The financial report of Fast Food Indonesia - released in April - informed that the company's revenue grew 6.32 percent (y/y) to IDR 4.47 trillion (approx. USD $339 million) over full-year 2015 despite the overall economic growth of Indonesia still being in slowdown-mode, implying the undermining of people's purchasing power. However, the company's net profit fell 32 percent (y/y) to IDR 105 billion (approx. USD $8 million) over the same period. Hence, the company extended the slowing net profit streak that started in 2011.

During the year 2015 Fast Food Indonesia opened 15 new stores, 20 new in-line stores, seven new stores inside shopping malls, one new food court store and four KFC boxes (operated by the company's subsidiary Indoritel Makmur Internasional). This rather aggressive expansion strategy caused additional costs hence limiting net profit.

UOB Kay Hian Securities expects that Fast Food Indonesia will be able to raise the average selling price by 2.4 percent in 2016 amid the improving macroeconomic context (Indonesia's GDP growth is estimated to accelerate to 5.3 percent in 2016 and this would also imply an improvement of people's purchasing power). Meanwhile, same store sales growth accelerated by an average of 3.4 percent in the last quarter of 2015 (from a 0.3 percentage point growth in the preceding quarter). As such, UOB Kay Hian projects a 14.7 percentage point (y/y) growth in net profit for Fast Food Indonesia in 2016. Profit growth is also supported by the company's intention not to take up any new debt this year.

Although the aforementioned information gives a optimistic view of Fast Food Indonesia, several risks remain. Firstly, rising prices of chicken meat and cooking oil as well as higher wages and higher rental costs may curtail profit by raising production costs. Secondly, there exists fierce competition in Indonesia's fast food sector. Other companies, such as McDonald's, A&W, Burger King, and Wendy's, join the battle for market share and offer attractive discounts (this actually makes it difficult for Fast Food Indonesia to raise its average selling price as suggested by UOB Kay Hian).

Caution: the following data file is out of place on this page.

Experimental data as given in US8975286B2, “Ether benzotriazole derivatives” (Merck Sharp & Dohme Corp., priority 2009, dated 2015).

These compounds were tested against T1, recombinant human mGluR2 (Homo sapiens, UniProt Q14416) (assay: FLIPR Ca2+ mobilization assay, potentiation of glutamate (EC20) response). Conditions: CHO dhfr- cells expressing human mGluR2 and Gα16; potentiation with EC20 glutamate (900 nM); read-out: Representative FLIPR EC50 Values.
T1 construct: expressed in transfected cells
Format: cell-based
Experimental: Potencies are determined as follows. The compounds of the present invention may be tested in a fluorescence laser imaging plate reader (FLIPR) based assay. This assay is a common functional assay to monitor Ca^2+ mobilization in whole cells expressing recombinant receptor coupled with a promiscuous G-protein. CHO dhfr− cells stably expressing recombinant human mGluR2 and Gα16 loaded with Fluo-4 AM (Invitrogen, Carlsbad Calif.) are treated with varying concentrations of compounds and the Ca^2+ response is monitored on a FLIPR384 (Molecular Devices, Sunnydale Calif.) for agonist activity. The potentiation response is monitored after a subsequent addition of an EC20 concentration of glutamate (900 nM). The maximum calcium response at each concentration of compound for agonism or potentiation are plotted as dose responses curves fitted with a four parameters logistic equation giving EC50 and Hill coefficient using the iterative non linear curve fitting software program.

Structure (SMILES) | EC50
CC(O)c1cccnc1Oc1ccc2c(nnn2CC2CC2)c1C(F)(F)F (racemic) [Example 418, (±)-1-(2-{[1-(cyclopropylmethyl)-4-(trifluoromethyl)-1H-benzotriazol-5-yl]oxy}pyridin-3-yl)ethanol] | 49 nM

UOB Kay Hian estimates that Fast Food Indonesia's price to earnings ratio (P/E ratio) will reach 17.5 times in 2016, a level that is significantly below the average P/E ratio in Indonesia's modern retail sector (which had an average of 26.2 times over the past five years), indicating the company may be undervalued.

So far in 2016 shares of Fast Food Indonesia have climbed 4.35 percent. However, today (12/04) its shares fell a massive 6.25 percent to IDR 1,200 per piece, extending the volatile behavior so far this year.

Future Projection Fast Food Indonesia's Financial Highlights:

    2014   2015   2016F   2017F
Net Sales   4,209   4,475   4,965   5,370
EBITDA    343    270    301    326
Net Income (loss)
   156    105    121    142
P/E Ratio (x)    13.6    20.2    17.5    15.0
Dividend Yield (%)
    5.6     5.6     3.9     4.6
Net Margin (%)     3.7     2.3     2.4     2.6

in billion IDR rupiah unless otherwise stated
Source: OUB Kay Hian (11/04/2016)